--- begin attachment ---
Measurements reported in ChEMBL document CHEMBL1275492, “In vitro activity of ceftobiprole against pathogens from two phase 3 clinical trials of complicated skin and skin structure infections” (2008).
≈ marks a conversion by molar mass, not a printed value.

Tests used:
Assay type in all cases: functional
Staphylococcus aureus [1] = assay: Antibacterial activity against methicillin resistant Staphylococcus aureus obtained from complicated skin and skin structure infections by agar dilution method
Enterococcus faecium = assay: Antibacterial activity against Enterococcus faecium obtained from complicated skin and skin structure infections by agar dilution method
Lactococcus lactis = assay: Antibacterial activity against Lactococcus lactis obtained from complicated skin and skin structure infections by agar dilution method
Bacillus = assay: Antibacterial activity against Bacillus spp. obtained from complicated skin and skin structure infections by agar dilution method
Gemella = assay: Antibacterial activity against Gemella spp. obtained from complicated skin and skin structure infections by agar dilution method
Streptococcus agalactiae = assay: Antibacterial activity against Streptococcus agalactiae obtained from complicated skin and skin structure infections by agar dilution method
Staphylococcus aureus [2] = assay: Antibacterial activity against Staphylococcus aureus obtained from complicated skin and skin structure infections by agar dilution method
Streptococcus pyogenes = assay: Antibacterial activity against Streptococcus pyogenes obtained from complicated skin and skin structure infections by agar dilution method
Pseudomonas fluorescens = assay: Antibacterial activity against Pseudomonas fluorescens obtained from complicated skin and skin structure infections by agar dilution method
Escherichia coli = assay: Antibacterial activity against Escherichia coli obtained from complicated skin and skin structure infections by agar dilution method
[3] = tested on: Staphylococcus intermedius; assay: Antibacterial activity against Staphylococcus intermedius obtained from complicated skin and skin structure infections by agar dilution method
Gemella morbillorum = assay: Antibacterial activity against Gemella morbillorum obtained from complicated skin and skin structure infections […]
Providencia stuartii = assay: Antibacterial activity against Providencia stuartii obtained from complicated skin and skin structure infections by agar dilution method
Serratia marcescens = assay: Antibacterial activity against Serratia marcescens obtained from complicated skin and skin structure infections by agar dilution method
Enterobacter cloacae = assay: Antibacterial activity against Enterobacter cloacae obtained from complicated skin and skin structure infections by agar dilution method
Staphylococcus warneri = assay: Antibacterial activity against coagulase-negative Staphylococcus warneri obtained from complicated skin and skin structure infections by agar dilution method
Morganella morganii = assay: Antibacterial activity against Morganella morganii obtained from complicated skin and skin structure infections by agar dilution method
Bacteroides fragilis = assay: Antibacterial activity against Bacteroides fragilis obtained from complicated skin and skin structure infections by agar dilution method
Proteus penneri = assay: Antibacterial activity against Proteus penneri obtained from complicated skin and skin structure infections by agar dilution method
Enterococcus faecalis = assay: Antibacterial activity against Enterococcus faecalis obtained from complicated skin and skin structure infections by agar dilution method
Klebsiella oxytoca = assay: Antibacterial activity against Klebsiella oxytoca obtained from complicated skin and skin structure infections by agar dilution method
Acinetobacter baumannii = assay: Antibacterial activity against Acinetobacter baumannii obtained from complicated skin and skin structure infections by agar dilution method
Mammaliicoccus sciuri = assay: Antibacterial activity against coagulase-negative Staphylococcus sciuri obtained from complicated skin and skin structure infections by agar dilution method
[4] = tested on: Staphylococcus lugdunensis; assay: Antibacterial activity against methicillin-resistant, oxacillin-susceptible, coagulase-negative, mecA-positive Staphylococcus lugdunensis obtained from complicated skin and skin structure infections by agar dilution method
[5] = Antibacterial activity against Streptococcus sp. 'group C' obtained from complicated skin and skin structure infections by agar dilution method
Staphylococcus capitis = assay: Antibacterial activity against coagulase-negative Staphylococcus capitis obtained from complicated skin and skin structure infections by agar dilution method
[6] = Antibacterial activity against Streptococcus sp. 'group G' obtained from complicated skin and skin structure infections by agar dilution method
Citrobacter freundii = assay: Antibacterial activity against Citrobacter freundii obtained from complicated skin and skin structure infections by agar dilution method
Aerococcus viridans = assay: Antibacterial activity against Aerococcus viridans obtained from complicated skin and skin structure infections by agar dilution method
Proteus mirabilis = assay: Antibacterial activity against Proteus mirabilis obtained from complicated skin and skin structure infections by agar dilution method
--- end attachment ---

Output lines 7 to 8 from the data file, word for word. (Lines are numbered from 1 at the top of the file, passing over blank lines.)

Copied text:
Lactococcus lactis = assay: Antibacterial activity against Lactococcus lactis obtained from complicated skin and skin structure infections by agar dilution method
Bacillus = assay: Antibacterial activity against Bacillus spp. obtained from complicated skin and skin structure infections by agar dilution method